In Armstrong v. Commissioners, 185 N.C. 405, 117 S.E. 388, the defendants insisted on their appeal to this Court that a public hospital should be considered a necessary expense of a municipal corporation, and that for this reason bonds issued by the defendants in that case for the purpose of constructing, maintaining and operating a public hospital would be valid, although not issued in compliance with the provisions of Article VII, sec. 7, Constitution of North Carolina. In the opinion in that case, it is said: "We cannot so hold." In the instant case, therefore, the bonds will not be valid, unless their issuance was authorized by the General Assembly and approved by a majority of the qualified voters of the town of Spruce Pine. Henderson v. City of Wilmington, 191 N.C. 269, 132 S.E. 25, and cases there cited. In that case, speaking of Article VII, section 7, Constitution of North Carolina, it is said: "In analyzing and construing this section in its relation to the sixth section of Article V, the Court has held: (1) that for necessary expenses the municipal authorities may levy a tax up to the constitutional limitation without a vote of the people and without legislative permission; (2) that for necessary expenses they may exceed the constitutional limitation by legislative authority, without a vote of the people; and (3) that for purposes other than necessary expenses a tax cannot be levied either within or in excess of the constitutional limitation except by a vote of the people under special legislative authority." This is a clear and accurate statement of the principles of constitutional law applicable to municipal taxation in this State.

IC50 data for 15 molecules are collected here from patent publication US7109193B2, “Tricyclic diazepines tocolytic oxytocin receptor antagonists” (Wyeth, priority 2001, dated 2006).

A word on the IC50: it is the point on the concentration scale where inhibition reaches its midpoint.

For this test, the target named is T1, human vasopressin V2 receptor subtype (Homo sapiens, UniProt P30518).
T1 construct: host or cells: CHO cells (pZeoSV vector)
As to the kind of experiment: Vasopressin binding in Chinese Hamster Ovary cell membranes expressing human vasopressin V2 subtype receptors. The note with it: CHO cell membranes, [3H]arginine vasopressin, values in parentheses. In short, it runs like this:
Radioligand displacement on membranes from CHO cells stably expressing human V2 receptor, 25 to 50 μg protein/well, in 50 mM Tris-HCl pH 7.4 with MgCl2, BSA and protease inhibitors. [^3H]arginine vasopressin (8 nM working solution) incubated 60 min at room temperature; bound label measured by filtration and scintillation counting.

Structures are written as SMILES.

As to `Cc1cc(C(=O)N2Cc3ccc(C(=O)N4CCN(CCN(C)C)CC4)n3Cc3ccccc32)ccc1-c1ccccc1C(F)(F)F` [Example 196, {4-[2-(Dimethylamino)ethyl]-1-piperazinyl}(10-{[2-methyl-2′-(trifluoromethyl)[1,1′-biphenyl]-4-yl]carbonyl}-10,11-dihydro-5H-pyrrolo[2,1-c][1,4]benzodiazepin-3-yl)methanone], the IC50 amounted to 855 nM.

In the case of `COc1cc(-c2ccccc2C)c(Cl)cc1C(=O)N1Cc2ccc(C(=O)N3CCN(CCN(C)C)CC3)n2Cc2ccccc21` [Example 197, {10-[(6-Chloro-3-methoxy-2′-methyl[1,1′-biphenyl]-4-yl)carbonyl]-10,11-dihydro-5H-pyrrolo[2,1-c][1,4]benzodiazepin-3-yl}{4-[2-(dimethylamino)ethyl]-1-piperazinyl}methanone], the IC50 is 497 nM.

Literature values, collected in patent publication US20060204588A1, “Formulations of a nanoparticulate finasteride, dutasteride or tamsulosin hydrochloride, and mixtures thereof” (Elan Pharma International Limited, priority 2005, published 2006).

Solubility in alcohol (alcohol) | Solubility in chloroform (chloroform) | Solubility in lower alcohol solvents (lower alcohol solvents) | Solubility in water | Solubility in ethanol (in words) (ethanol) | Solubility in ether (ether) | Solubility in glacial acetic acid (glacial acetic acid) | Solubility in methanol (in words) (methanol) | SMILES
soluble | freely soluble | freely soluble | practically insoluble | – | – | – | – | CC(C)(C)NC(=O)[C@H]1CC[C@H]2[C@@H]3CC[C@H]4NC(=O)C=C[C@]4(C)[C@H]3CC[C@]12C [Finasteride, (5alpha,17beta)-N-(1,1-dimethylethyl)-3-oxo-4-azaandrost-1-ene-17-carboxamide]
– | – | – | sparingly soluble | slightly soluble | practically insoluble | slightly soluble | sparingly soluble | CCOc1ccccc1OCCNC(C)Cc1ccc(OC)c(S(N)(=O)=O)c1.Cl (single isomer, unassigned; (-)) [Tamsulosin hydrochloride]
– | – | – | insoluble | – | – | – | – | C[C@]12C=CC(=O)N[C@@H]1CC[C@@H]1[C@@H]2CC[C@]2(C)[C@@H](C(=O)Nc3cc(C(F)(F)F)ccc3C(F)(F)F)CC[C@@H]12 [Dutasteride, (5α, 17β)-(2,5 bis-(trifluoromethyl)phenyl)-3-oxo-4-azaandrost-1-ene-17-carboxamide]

In the instant case, the issuance of the bonds and the levy and collection of the tax was approved by the people of the town of Spruce Pine — that is, by a majority of the qualified voters of said town. The bonds are, therefore, valid, if their issuance was authorized by statute duly enacted by the General Assembly.
C. S., 2796, provides that the governing body of a city or town may acquire, establish and maintain a hospital or hospitals. Under the authority of Adams v. City of Durham, 189 N.C. 232, 126 S.E. 611, it may apply for that purpose funds already on hand in the treasury of the city or town; it cannot, however, raise money for that purpose by, issuing the bonds of the city or town, or by levying and collecting taxes, without legislative authority and without the approval of a majority of the qualified voters of said city or town, at an election duly called and held therein.
C. S., 2937, provides that a municipality may issue its negotiable bonds for any purpose or purposes for which it may raise or appropriate money, except for current expenses. As a municipal corporation may appropriate money for the purpose of acquiring, establishing and maintaining a hospital, it may issue its bonds, and levy and collect taxes, for that purpose, with the approval of a majority of the qualified voters of the corporation. The requisite legislative authority is conferred by this statute.
In the instant case, the bonds were authorized by an ordinance duly adopted by the board of aldermen of the town of Spruce Pine, in accordance with the provisions of C. S., 2938. The election at which a majority of the qualified voters of said town approved the issuance of the bonds and the levy and collection of the tax authorized by the ordinance was duly called and held in accordance with the provisions of C. S., 2948.
C. S., 7255, is not applicable to the bonds which defendants in the instant case propose to issue and to sell. Noncompliance with its provisions does not affect the validity of said bonds. There was statutory authority for the issuance of the bonds as well as popular approval, as required by the Constitution of this State. There is no error in the judgment.